7. Landed twice with a flat nose tire, same runway, same airport. The shimmy is quite violent in the pedals. In both cases I made it partially off the runway due to a convenient taxi way, but could not make it all the way off. Tower shut that runway down. There was plenty of prop clearance, but I was afraid of breaking something in the steering. FBO had a Lectro type tug that lifted the nose gear. Main tire would likely require more work. I keep saying I will throw a can of fix a flat in the plane simply to clear a runway if this happens again. It could be a disaster at an uncontrolled field at night. This thread is a reminder for me to do just that. In both cases it was a pinhole leak....tire was fine at takeoff and flat upon touch-down. Oh, I started to become superstitious, both events took place near the graves in runway 10 at Savannah/Hilton Head International. Yes, graves. They are marked and visible if you know where to look.
  8. Conrad Could you feel the buffet well before the wing dropped? Were you able to get it to sound with the instructor?
  9. Don't have anyone do that unless you are jacked up. The force to move the nose wheel while on the ground, without movement will eventually break a weld. Moving the rudder alone won't make the piston go back in, you are pushing against a flexible cable. You can simply push the piston into the housing. With the rudder straight, the face will roughly be flush with the lip. You can also start the engine and have someone look inside, or shut down without turning the rudder and look inside to insure they are tensioned. As for the pump, you can try to get a salvage regulator and put it in line. I don't think I would want to use the one in the aircraft to drop that much differential.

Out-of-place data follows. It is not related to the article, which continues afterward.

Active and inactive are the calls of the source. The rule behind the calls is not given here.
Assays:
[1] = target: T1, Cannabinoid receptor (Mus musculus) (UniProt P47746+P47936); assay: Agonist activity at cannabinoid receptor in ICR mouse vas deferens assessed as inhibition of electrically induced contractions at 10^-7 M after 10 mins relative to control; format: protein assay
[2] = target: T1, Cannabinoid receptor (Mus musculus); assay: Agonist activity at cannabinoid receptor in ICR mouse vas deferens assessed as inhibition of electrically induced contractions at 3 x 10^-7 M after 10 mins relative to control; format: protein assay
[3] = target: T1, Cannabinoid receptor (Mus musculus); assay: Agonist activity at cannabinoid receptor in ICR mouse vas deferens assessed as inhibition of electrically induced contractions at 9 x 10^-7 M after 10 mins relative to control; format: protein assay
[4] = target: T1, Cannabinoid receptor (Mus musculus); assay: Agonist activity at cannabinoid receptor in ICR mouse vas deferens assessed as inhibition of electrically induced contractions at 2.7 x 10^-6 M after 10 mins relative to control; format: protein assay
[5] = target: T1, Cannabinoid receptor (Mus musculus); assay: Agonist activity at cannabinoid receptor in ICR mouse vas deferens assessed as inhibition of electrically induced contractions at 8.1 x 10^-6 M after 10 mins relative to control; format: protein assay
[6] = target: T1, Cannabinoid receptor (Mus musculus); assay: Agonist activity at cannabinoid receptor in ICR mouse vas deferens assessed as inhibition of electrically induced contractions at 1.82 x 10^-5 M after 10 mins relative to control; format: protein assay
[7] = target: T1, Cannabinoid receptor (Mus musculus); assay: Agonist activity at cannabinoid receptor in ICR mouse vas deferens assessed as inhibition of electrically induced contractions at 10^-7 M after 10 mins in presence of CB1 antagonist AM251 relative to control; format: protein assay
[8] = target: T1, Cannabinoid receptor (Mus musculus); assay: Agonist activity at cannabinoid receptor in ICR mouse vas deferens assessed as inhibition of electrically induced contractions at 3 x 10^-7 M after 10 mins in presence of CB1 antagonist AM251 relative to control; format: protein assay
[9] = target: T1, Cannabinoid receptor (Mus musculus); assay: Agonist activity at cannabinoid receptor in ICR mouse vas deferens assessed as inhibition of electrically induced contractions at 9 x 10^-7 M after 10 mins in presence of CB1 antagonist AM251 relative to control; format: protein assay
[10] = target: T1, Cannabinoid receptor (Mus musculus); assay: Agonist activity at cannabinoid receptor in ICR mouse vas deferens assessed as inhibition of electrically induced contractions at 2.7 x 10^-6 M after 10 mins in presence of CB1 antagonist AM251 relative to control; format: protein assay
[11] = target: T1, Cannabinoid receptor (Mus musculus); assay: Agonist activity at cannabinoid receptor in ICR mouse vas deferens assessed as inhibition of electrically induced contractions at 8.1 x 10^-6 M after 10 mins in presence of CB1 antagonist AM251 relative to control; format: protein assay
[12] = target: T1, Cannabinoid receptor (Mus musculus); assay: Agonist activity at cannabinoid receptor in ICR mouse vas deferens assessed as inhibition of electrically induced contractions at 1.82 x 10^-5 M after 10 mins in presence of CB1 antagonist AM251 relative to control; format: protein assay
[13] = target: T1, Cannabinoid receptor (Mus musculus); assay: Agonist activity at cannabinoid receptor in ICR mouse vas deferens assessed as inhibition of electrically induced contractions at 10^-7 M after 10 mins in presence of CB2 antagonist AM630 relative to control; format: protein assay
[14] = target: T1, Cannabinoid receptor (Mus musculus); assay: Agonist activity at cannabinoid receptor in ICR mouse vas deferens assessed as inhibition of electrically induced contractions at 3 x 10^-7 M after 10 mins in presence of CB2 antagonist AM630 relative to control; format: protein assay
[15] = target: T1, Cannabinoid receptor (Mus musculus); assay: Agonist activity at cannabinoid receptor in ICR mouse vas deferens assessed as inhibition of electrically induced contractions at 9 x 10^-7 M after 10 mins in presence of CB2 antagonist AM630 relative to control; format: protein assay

10. If I don't have to make repairs, I plan two full days for airframe and two days for engine and paperwork...so about 4 solid days. That said, there is always something to do so it is usually 5 long days for minor fixes. I think 10 working days planned is reasonable for a shop, assuming there are some things needing attention. Owner assist would vary by person, familiarity, hours spent, chit chat, etc.
  11. I think you are talking about the short length of cables between the servo and the push-pull tube. These are essentially self tensioning. When the servos have vacuum on them, the piston essentially disappears (like a scared turtle) into its cylinder. When you shut down and move the plane, they can pop out and the cables look loose. I suspect you have a leak somewhere. Leak check is the next step, ideally with a portable vacuum system.
  12. It is unique to the MK12D. My Garmin behaves normally.
  13. It is odd that the squelch did not work for you. I use it every flight to set the volume. Try 121.5 as well. This frequency always has the squelch broken. It actually makes it a pain to monitor guard with the squelch always broken.
  14. Going to try again. I would MUCH rather be in a Mooney in turbulence than a 172. I was overthinking the answer previously. Regarding going high, that is not always an option, especially given our local NY airspace and the shorter legs we may do in New England.
  15. I guess it depends what you mean by better. As Chris said, you are going faster, so that makes a difference. In older planes like mine, the yellow arc is lower than more modern Mooneys, so you are supposed to slow down more. I find that I do it naturally, when it gets bumpy the jolts can get uncomfortable at high speeds. The Mooney wing is one of the stiffer wings out there. I do find comfort in that, but it does transfer the bumps into the cabin vs. aircraft where the wings flex more. As you slow down to 172 speeds, it probably has a similar feel, you just stay in the bumps longer.